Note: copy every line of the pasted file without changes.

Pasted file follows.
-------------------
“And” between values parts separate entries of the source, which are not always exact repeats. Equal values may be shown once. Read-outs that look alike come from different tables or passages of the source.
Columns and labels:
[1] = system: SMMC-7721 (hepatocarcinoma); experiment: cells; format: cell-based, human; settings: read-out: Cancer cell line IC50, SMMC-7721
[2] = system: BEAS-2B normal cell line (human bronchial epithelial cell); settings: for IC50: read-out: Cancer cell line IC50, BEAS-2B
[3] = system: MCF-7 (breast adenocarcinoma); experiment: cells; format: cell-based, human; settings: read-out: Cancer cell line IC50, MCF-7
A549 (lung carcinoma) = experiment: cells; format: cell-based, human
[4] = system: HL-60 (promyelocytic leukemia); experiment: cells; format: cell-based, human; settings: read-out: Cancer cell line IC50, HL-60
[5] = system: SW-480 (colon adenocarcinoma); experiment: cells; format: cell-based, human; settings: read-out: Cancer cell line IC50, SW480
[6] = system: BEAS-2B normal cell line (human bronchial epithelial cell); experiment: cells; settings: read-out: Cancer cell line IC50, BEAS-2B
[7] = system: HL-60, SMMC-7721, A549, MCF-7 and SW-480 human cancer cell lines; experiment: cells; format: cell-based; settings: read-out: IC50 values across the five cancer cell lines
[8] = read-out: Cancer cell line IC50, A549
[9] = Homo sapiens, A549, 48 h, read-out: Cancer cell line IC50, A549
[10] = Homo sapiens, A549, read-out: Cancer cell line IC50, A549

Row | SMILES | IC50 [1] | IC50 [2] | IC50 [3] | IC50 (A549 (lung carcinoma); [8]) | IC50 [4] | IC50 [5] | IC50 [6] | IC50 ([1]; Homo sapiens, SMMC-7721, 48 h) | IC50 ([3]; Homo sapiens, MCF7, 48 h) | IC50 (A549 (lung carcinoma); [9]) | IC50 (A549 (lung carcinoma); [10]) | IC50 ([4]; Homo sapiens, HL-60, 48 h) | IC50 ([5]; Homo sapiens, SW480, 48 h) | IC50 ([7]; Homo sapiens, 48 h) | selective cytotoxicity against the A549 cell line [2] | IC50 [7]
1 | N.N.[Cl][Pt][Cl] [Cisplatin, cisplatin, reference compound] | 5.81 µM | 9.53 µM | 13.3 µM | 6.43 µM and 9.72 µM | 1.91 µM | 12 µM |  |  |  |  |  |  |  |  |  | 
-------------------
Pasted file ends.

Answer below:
“And” between values parts separate entries of the source, which are not always exact repeats. Equal values may be shown once. Read-outs that look alike come from different tables or passages of the source.
Columns and labels:
[1] = system: SMMC-7721 (hepatocarcinoma); experiment: cells; format: cell-based, human; settings: read-out: Cancer cell line IC50, SMMC-7721
[2] = system: BEAS-2B normal cell line (human bronchial epithelial cell); settings: for IC50: read-out: Cancer cell line IC50, BEAS-2B
[3] = system: MCF-7 (breast adenocarcinoma); experiment: cells; format: cell-based, human; settings: read-out: Cancer cell line IC50, MCF-7
A549 (lung carcinoma) = experiment: cells; format: cell-based, human
[4] = system: HL-60 (promyelocytic leukemia); experiment: cells; format: cell-based, human; settings: read-out: Cancer cell line IC50, HL-60
[5] = system: SW-480 (colon adenocarcinoma); experiment: cells; format: cell-based, human; settings: read-out: Cancer cell line IC50, SW480
[6] = system: BEAS-2B normal cell line (human bronchial epithelial cell); experiment: cells; settings: read-out: Cancer cell line IC50, BEAS-2B
[7] = system: HL-60, SMMC-7721, A549, MCF-7 and SW-480 human cancer cell lines; experiment: cells; format: cell-based; settings: read-out: IC50 values across the five cancer cell lines
[8] = read-out: Cancer cell line IC50, A549
[9] = Homo sapiens, A549, 48 h, read-out: Cancer cell line IC50, A549
[10] = Homo sapiens, A549, read-out: Cancer cell line IC50, A549

Row | SMILES | IC50 [1] | IC50 [2] | IC50 [3] | IC50 (A549 (lung carcinoma); [8]) | IC50 [4] | IC50 [5] | IC50 [6] | IC50 ([1]; Homo sapiens, SMMC-7721, 48 h) | IC50 ([3]; Homo sapiens, MCF7, 48 h) | IC50 (A549 (lung carcinoma); [9]) | IC50 (A549 (lung carcinoma); [10]) | IC50 ([4]; Homo sapiens, HL-60, 48 h) | IC50 ([5]; Homo sapiens, SW480, 48 h) | IC50 ([7]; Homo sapiens, 48 h) | selective cytotoxicity against the A549 cell line [2] | IC50 [7]
1 | N.N.[Cl][Pt][Cl] [Cisplatin, cisplatin, reference compound] | 5.81 µM | 9.53 µM | 13.3 µM | 6.43 µM and 9.72 µM | 1.91 µM | 12 µM |  |  |  |  |  |  |  |  |  | 